Classification needs supervised training, so the training set should consist of labeled data. Once the classifier is trained, it can distinguish input images by assigning them a specific class label. The most usually used facial expressions classification is finished both in terms of Action Units, proposed in Facial Action Coding System and in terms of common emotions: happiness, unhappiness, fury, surprise, disgust and fear. There are a lot of different machine learning methods for classification job, viz.: K-Nearest Neighbors, Artificial Neural Networks, Support Vector Machines, Hidden Markov Models, Expert Systems with rule based classifier, Bayesian Networks or Boosting Techniques (Adaboost, Gentleboost).

Three major problems in classification job are: picking good feature set, effective machine learning method and diverse database for training. Feature set should be composed of features that are discriminative and characteristic for expression. Machine learning method is chosen usually by the sort of a feature set. In conclusion, database used as a training set should be adequate and contain various data. Methods described in the literature are presented by categories of classification output.

1.4: Applications

Enormous amount of different information is encoded in facial movements. Perceiving someone’s face we can absorb about his/her:

• Affective state, connected with emotions like fear, anger and joy and moods such as euphoria or irritation

• Cognitive activity (brain activity), which can be seeming as attentiveness or boredom

• Personality features like sociability, nervousness or unfriendliness

• Honesty using analysis of micro-expressions to disclose hidden emotions

• Psychological state giving information about illnesses helpful with diagnosis of depression, mania or schizophrenia.

Due to the variety of information visible on human face, facial expression analysis has applications in various fields of science and life. Primarily, teachers use facial expression investigation to correct the struggle of the exercise and learning pace on a base of reaction visible on students faces. Virtual tutor in e-learning planned by Amelsvoort and Krahmer [26] offers student with suitable content and alters the complexity of courses or tasks by the information attained from student’s face.

Additional application of FERS is in the field of business where the measurement of people’s fulfilment or disappointment is very important. Usage of this application can be found in many marketing methods where information is collected from customers by surveys. The great chance to conduct the surveys in the automatic way could be able by using customers’ facial expressions as a level of their satisfaction or dissatisfaction . Furthermore, prototype of Computerized Sales Assistant, proposed by Shergill et al.  chooses the appropriate marketing and sales methods by the response taken from customers’ facial expressions. Facial behavior is also studied in medicine not only for psychological disorder diagnosis but also to help people with some disabilities. Example of it could be the system proposed by Pioggial et al.  that aids autistic children to progress their social skills by learning how to recognize emotions.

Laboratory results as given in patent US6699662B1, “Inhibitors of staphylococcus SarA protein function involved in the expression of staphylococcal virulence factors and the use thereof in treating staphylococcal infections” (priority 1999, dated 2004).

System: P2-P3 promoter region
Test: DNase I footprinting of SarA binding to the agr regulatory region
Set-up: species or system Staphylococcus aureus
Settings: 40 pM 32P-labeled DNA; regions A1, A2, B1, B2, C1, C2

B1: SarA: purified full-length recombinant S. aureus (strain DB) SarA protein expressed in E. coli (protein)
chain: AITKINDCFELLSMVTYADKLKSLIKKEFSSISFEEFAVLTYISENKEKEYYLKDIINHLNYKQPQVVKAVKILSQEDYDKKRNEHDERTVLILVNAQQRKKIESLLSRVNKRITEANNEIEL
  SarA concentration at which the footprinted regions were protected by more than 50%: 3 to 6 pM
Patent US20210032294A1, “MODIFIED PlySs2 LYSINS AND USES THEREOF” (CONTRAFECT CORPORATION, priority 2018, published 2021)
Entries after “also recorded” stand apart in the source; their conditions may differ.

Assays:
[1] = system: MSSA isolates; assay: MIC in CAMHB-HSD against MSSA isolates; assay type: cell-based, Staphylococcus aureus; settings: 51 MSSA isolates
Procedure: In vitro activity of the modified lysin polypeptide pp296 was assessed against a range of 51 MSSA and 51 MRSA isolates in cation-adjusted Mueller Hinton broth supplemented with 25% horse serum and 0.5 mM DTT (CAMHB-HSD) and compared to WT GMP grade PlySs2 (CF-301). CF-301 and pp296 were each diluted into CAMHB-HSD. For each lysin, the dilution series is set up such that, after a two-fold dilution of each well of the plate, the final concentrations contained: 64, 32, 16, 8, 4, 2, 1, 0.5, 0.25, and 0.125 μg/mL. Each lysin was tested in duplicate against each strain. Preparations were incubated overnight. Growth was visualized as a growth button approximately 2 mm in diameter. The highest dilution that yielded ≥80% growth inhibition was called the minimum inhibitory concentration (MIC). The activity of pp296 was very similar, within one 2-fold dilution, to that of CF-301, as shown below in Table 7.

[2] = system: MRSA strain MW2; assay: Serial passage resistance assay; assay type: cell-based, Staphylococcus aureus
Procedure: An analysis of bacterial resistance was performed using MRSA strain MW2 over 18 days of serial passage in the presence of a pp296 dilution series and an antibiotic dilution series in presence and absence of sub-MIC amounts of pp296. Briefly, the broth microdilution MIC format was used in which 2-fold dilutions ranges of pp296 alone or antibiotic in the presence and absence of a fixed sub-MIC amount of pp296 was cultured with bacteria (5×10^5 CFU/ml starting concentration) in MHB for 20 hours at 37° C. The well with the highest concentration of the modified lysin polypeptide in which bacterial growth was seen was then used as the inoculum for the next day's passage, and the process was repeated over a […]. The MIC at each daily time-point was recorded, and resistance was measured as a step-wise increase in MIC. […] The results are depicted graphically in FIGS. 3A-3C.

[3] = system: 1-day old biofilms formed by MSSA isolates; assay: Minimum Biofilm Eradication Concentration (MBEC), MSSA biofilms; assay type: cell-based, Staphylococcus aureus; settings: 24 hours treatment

Facial expressions could be also used for surveillance purposes like in prototype developed by Hazel hoff et al.. Suggested system automatically perceives uneasiness of newborn babies by recognition of 3 behavioral states: sleep, awake and cry. Furthermore, facial expression recognition is broadly used in human robot and human computer interaction Smart Robotic Assistant for people with disabilities based on multimodal HCI. Another example of human computer interaction systems could be system developed for automatic update of avatar in multiplayer online games.

1.5: Thesis Organization

The thesis is organized as follows:

  • The thesis is opened with an introduction i.e., Chapter 1, in which it is discussed about the introduction, physiological background and facial emotion recognition systems along with the Thesis organization and the Tools used for the whole project.
  • Chapter 2 discussed about the literature survey in which the brief explanation of previous works is given and explained.
  • Chapter 3 discussed about the proposed system in which the each part of the face was detected and the emotion of the person is detected based on extreme sparse learning. Here we use the spatial-temporal descriptor and optimal flow method to recognize the emotion.
  • Chapter 4 plays key role in this project which gives the information of software that used for the project i.e. MATLAB.
  • The results and discussions are presented in Chapter 5. This chapter describes the results that are obtained for the proposed system.
  • Chapter 6 discussed about the advantages of the proposed system and disadvantages of the existing systems.
  • Hence the conclusion and future work, references are presented in chapter 7. Then the references are mentioned in the chapter8.

1.6: Tools Used

Image processing toolbox

MATLAB R2013a(version 8)